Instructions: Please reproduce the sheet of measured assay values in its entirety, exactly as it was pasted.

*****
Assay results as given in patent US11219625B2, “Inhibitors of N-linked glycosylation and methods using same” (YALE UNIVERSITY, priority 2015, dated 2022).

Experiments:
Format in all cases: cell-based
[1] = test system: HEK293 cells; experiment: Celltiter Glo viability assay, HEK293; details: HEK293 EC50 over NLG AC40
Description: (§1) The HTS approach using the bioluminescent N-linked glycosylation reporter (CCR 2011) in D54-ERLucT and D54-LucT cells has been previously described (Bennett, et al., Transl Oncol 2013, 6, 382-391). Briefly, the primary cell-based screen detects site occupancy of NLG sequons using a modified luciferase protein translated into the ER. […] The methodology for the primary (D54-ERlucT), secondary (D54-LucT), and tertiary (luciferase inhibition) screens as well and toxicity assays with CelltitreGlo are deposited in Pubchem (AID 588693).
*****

Assay results as given in patent US11219625B2, “Inhibitors of N-linked glycosylation and methods using same” (YALE UNIVERSITY, priority 2015, dated 2022).

Experiments:
Format in all cases: cell-based
[1] = test system: HEK293 cells; experiment: Celltiter Glo viability assay, HEK293; details: HEK293 EC50 over NLG AC40
Description: (§1) The HTS approach using the bioluminescent N-linked glycosylation reporter (CCR 2011) in D54-ERLucT and D54-LucT cells has been previously described (Bennett, et al., Transl Oncol 2013, 6, 382-391). Briefly, the primary cell-based screen detects site occupancy of NLG sequons using a modified luciferase protein translated into the ER. […] The methodology for the primary (D54-ERlucT), secondary (D54-LucT), and tertiary (luciferase inhibition) screens as well and toxicity assays with CelltitreGlo are deposited in Pubchem (AID 588693).